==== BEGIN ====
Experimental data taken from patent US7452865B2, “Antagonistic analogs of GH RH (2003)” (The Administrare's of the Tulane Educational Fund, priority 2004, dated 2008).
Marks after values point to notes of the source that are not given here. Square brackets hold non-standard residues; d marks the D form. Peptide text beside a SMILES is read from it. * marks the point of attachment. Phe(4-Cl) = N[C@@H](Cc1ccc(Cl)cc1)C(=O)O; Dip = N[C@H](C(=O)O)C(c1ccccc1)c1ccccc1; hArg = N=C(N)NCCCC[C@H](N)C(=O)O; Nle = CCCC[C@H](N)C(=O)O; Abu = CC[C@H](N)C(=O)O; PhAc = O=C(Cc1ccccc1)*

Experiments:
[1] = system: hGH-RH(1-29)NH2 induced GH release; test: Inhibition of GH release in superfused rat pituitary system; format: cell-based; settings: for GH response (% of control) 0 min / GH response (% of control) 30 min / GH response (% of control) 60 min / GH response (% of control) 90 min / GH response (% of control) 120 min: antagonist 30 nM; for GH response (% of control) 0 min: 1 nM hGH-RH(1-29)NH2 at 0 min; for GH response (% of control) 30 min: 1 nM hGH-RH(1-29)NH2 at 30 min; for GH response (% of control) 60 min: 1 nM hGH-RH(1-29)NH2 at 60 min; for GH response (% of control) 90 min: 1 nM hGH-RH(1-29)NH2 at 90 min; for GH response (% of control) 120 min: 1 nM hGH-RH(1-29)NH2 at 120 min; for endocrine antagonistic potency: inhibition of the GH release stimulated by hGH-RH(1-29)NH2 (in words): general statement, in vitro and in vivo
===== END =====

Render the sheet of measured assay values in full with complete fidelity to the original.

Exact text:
Experimental data taken from patent US7452865B2, “Antagonistic analogs of GH RH (2003)” (The Administrare's of the Tulane Educational Fund, priority 2004, dated 2008).
Marks after values point to notes of the source that are not given here. Square brackets hold non-standard residues; d marks the D form. Peptide text beside a SMILES is read from it. * marks the point of attachment. Phe(4-Cl) = N[C@@H](Cc1ccc(Cl)cc1)C(=O)O; Dip = N[C@H](C(=O)O)C(c1ccccc1)c1ccccc1; hArg = N=C(N)NCCCC[C@H](N)C(=O)O; Nle = CCCC[C@H](N)C(=O)O; Abu = CC[C@H](N)C(=O)O; PhAc = O=C(Cc1ccccc1)*

Experiments:
[1] = system: hGH-RH(1-29)NH2 induced GH release; test: Inhibition of GH release in superfused rat pituitary system; format: cell-based; settings: for GH response (% of control) 0 min / GH response (% of control) 30 min / GH response (% of control) 60 min / GH response (% of control) 90 min / GH response (% of control) 120 min: antagonist 30 nM; for GH response (% of control) 0 min: 1 nM hGH-RH(1-29)NH2 at 0 min; for GH response (% of control) 30 min: 1 nM hGH-RH(1-29)NH2 at 30 min; for GH response (% of control) 60 min: 1 nM hGH-RH(1-29)NH2 at 60 min; for GH response (% of control) 90 min: 1 nM hGH-RH(1-29)NH2 at 90 min; for GH response (% of control) 120 min: 1 nM hGH-RH(1-29)NH2 at 120 min; for endocrine antagonistic potency: inhibition of the GH release stimulated by hGH-RH(1-29)NH2 (in words): general statement, in vitro and in vivo